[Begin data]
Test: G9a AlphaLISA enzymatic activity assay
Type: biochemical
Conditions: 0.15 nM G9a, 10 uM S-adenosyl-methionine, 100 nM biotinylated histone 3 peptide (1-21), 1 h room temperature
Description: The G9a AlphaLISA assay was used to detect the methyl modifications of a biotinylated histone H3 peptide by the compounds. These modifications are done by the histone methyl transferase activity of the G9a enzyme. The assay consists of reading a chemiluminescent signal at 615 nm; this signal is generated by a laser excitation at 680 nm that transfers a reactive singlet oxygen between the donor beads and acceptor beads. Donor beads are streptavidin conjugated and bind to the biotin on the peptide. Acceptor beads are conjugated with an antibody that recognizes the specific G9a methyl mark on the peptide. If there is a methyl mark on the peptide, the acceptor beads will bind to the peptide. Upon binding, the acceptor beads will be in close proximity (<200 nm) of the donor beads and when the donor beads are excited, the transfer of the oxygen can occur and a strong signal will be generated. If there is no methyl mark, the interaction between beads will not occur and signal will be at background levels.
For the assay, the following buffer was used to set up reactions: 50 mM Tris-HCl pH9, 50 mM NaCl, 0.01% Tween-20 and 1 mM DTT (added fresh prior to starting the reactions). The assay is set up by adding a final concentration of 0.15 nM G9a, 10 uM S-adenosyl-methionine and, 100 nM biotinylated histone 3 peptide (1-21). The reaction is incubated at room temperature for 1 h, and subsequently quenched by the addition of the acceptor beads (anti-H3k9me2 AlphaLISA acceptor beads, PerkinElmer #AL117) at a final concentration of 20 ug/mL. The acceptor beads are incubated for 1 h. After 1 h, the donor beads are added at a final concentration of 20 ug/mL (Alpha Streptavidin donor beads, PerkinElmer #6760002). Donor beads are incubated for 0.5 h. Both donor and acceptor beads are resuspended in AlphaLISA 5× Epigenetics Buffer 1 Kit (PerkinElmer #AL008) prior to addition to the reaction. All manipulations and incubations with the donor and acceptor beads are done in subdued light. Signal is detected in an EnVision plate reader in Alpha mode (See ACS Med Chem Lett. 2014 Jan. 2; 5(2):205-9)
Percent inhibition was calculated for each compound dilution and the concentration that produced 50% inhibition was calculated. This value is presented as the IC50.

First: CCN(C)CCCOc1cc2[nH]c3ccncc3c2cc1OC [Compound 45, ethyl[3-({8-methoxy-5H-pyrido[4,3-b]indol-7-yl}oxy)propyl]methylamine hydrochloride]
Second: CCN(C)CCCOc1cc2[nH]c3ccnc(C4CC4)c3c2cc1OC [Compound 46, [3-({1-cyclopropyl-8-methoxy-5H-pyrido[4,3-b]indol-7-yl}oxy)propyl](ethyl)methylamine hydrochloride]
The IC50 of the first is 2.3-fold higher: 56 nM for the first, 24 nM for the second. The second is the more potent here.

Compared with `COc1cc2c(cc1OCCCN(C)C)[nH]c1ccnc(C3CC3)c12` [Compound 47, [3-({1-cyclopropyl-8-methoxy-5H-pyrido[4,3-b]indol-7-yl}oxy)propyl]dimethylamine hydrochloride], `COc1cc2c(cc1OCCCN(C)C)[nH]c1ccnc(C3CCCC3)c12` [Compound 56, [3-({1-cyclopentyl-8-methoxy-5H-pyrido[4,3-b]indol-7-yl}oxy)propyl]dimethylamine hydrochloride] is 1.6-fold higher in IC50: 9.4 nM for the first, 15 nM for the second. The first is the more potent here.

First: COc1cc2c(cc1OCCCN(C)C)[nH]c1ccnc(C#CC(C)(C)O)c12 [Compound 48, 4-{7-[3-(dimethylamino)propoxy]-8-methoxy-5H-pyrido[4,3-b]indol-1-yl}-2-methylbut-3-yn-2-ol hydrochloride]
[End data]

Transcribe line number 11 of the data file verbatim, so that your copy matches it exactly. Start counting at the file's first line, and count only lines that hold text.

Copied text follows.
First: COc1cc2c(cc1OCCCN(C)C)[nH]c1ccnc(C#CC(C)(C)O)c12 [Compound 48, 4-{7-[3-(dimethylamino)propoxy]-8-methoxy-5H-pyrido[4,3-b]indol-1-yl}-2-methylbut-3-yn-2-ol hydrochloride]